Pelosi: Minimum guaranteed income may now be 'worthy of attention'

Speaker Nancy PelosiNancy Pelosi Sunday shows preview: Leaders weigh in as country erupts in protest over George Floyd death 5 things to know about US-China tensions over Hong Kong Pelosi calls Trump's decision to withdraw US from WHO 'an act of extraordinary senselessness' MORE (D-Calif.) on Monday expressed openness to a minimum guaranteed income to help keep people hit by the coronavirus shutdowns financially afloat.

Pelosi said during an interview on MSNBC that she thinks the financial aid established by the coronavirus relief package enacted into law last month should be extended in some form.

"Well, I think we should extend the time, I really do. I always thought that was too short a time. I think we should extend the time," Pelosi told MSNBC's Stephanie Ruhle.

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"Others have suggested a minimum income for — a guaranteed income for people. Is that worthy of attention now? Perhaps so, because there are many more people than just in small business and hired by small business, as important as that is to the vitality of our economy, and other people who are not in the public sector to meeting our needs in so many ways that may need some assistance as well," Pelosi said.

The law created a small-business loan program, known as the Paycheck Protection Program, as well as authorizing one-time direct payments to individuals of up to $1,200.

Individuals who make up to $75,000 annually are eligible for a $1,200 payment, while those making up to $99,000 can receive a prorated amount. Families are also eligible for an additional $500 per dependent child. The IRS began issuing the payments earlier this month.

Lawmakers have been calling for the next coronavirus relief package considered by Congress to extend the direct payments, which some argue should be paid out on a continuous basis until the crisis is over.

Sen. Josh HawleyJoshua (Josh) David HawleyExpanding tax credit for businesses retaining workers gains bipartisan support GOP deeply divided over Trump's social media crackdown Trump's social media executive order is a huge opportunity MORE (R-Mo.) has proposed that the federal government pay 80 percent of workers' wages, up to the national median wage, until the crisis ends, similar to what some European governments have been doing to help mitigate the economic damage.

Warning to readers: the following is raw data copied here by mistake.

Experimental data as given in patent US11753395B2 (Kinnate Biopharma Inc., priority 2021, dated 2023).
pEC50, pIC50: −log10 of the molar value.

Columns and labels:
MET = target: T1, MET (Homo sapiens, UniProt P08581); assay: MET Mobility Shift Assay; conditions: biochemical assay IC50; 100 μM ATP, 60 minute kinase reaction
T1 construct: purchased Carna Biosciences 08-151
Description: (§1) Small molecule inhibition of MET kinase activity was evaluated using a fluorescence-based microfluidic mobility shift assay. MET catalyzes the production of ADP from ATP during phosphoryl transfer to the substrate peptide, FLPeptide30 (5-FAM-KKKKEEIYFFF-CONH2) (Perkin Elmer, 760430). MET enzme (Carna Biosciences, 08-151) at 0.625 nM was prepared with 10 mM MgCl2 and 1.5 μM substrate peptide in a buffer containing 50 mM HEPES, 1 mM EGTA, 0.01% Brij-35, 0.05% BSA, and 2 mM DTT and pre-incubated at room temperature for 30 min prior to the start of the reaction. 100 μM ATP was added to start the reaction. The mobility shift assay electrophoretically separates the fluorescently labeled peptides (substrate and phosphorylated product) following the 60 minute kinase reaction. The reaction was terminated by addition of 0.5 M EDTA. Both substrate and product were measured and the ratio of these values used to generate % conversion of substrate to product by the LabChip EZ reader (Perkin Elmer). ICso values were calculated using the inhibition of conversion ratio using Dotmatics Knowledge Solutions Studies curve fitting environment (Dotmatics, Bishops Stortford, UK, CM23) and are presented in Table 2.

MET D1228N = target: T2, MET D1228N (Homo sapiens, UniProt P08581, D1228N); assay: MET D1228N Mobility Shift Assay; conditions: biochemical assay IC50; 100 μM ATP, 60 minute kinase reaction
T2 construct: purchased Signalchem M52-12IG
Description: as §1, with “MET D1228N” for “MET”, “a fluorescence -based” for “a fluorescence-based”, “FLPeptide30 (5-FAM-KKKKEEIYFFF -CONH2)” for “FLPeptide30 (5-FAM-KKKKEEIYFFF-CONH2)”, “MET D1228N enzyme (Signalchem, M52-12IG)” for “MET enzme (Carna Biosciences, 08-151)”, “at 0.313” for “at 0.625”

Some Democrats, meanwhile, have offered proposals to cover wages or expand individual payments. Rep. Pramila JayapalPramila JayapalExpanding tax credit for businesses retaining workers gains bipartisan support House punts on FISA, votes to begin negotiations with Senate Democrats press OSHA official on issuing an Emergency Temporary Standard MORE (D-Wash.) has introduced a bill to cover wages for workers earning salaries of up to $100,000 and cover essential business expenses such as rent, while Reps. Tim RyanTimothy (Tim) RyanCongress must fill the leadership void Pelosi pushes to unite party on coronavirus bill despite grumbling from left Democrats rally behind monthly ,000 relief checks MORE (D-Ohio) and Ro KhannaRohit (Ro) KhannaHillicon Valley: Twitter flags Trump tweet for 'glorifying violence' | Cruz calls for criminal investigation into Twitter over alleged sanctions violations | Senators urge FTC to investigate TikTok child privacy issues Khanna calls for internet 'fairness doctrine' in response to controversial Trump tweets Khanna: Coronavirus has 'accelerated' the need for rural broadband MORE (D-Calif.) have called for ensuring that adults making less than $130,000 annually would receive at least $2,000 per month.